AAVMC Rolls Out Program to Improve Veterinary Medical Education
WASHINGTON, DC – A new Competency-Based Veterinary Education (CBVE) program that aims to improve veterinary medical education and quality assurance was introduced during the Association of American Veterinary Medical Colleges’ (AAVMC) 2018 annual conference. It’s an outcomes-based, learner-centered approach to veterinary medical education that uses a shared framework and language to help ensure that every veterinary medical college student graduates with competencies that enable them to be successful from their first day as independent veterinarians.
“This framework, which represents the latest pedagogical thinking and best practices, lays the foundation for colleges and schools to develop competency-based education,” says AAVMC Chief Executive Officer Dr. Andrew T. Maccabe, noting that the CBVE program is one of the most substantial pedagogical initiatives ever undertaken by the AAVMC. “Colleges and schools will benefit from a common language and a more comprehensive picture of graduate outcomes based upon evidenced-based criteria and agreed-upon standards from some of veterinary medicine’s best educators and the latest research,” he adds. “It’s not a final product, but a first step in a journey of co-creation.”
The framework outlines a series of competencies that are core as well as sub-competencies that veterinary medical colleges can customize or use as guidelines for assessing veterinary medical students’ proficiency.
An outcomes-based, learner-centered approach to education first formally surfaced in the mid-1970s but has only recently gained traction and become a trend, according to Dr. Jason Frank, an internationally recognized expert in competency-based medical education from the Royal College of Physicians and Surgeons of Canada.
In 2015, the AAVMC formed the CBVE Working Group, consisting of 10 national and international veterinary medical professors. The working group built upon existing frameworks deployed in other areas of health education and incorporated extensive feedback from employer and graduate surveys. Since its inception, the working group logged thousands of emails, over 100 videoconference meetings, 20 face-to-face meetings, 20 stakeholder engagements to gather input and ideas, two formal surveys, multiple expert consultations, and communications with the AVMA Council on Education.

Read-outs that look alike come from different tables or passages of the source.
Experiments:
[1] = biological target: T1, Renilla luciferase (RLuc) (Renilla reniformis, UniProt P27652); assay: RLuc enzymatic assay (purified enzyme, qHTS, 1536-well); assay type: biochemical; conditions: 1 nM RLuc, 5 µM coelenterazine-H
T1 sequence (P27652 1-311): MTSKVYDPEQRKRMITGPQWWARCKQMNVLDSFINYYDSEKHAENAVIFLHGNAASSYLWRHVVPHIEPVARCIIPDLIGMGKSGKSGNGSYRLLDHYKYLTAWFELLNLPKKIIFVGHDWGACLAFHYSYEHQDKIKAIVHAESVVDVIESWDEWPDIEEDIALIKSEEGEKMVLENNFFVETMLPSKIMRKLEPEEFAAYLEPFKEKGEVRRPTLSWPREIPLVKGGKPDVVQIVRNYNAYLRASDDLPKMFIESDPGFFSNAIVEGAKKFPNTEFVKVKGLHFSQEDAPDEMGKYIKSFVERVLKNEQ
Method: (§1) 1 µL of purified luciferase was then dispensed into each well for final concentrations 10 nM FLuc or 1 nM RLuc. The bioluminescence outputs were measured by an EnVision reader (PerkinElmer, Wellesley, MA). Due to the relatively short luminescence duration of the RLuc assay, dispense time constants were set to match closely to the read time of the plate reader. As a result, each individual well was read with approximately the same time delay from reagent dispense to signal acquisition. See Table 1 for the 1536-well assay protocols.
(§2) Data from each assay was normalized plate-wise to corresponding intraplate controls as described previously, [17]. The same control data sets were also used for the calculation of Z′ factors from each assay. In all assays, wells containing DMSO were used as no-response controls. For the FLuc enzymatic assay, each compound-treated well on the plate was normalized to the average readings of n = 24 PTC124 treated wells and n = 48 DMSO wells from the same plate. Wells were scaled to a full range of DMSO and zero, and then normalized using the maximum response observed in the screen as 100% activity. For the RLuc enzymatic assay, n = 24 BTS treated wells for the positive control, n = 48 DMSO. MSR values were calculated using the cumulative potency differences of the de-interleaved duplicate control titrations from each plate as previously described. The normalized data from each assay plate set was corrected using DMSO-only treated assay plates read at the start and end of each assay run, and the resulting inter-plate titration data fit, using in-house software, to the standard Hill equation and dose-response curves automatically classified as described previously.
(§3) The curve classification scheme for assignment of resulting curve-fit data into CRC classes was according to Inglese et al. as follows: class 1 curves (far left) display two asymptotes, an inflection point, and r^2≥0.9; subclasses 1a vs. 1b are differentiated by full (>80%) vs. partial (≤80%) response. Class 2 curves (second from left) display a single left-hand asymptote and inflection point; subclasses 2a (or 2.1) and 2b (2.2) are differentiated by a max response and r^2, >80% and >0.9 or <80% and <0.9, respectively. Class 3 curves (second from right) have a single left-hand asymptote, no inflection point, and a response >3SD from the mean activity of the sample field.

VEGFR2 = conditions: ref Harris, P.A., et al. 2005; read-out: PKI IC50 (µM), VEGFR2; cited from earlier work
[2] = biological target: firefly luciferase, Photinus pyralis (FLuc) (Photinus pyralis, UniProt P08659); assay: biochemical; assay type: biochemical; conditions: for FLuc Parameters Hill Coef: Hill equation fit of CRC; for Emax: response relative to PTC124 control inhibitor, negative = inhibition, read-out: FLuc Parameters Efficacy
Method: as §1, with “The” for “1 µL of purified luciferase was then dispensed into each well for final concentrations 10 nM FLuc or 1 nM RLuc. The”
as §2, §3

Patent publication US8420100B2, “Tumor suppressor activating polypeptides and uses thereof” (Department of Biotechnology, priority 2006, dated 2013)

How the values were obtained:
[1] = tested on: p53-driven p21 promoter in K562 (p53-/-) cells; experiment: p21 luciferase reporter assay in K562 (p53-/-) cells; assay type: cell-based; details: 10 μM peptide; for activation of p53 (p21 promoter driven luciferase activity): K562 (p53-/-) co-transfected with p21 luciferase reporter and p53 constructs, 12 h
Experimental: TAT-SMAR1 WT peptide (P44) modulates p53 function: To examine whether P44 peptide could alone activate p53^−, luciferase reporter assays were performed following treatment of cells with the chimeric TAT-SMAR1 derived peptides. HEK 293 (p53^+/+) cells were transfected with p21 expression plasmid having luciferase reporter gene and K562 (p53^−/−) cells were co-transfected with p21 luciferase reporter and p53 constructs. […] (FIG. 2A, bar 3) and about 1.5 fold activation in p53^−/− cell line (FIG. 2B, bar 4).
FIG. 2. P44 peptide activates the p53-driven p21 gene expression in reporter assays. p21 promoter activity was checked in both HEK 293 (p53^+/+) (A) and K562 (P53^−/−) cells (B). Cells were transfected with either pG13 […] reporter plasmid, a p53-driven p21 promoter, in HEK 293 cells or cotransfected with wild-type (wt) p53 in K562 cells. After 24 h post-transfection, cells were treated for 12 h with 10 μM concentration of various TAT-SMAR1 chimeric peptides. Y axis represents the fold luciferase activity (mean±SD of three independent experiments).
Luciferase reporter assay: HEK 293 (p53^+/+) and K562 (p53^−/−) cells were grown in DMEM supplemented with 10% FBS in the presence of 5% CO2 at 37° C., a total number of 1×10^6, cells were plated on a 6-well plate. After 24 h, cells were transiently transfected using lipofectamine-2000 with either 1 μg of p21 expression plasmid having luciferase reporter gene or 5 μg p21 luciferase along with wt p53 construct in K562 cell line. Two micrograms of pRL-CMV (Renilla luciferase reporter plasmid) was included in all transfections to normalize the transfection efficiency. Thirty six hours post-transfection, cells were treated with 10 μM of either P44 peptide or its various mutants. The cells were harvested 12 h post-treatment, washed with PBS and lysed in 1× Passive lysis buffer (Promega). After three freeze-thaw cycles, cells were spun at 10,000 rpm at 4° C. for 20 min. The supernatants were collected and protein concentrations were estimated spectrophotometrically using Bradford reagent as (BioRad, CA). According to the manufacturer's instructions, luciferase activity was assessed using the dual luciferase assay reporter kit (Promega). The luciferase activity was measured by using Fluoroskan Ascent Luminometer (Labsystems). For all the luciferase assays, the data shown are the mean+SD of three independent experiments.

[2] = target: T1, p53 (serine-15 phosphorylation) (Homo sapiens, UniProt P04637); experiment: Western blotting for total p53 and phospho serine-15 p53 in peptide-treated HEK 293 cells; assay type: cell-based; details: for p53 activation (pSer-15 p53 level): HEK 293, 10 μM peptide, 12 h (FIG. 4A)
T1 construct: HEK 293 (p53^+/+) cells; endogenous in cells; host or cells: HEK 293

The resulting CBVE program seeks to clarify what abilities students need upon graduation and to elucidate steps that demonstrate the progression of necessary expertise. It presents a framework of nine Domains of Competence and outlines specific, observable skills, knowledge, values and attitudes within each domain of competence: clinical reasoning and decision-making; individual animal care and management; animal population care and management; public health; communication; collaboration; professionalism and professional identity; financial and practice management; and scholarship.
It also presents eight Entrustable Professional Activities (EPAs) that outline what activities all students should be able perform without supervision in a workplace setting. They are: gather a history, perform an examination, and create a prioritized differential diagnosis list; develop a diagnostic plan and interpret results; develop and implement a management/treatment plan; recognize a patient requiring urgent or emergent care and initiate evaluation and management; formulate relevant questions and retrieve evidence to advance care; perform a common surgical procedure on a stable patient, including pre-operative and post-operative management; perform general anesthesia and recovery of a stable patient, including monitoring and support; and formulate recommendations for preventive healthcare.
The working group is currently developing milestones that represent steps in the mastery of competencies, on a scale from novice to proficient.
The CBVE program with downloadable booklets can be found on the AAVMC’s website here.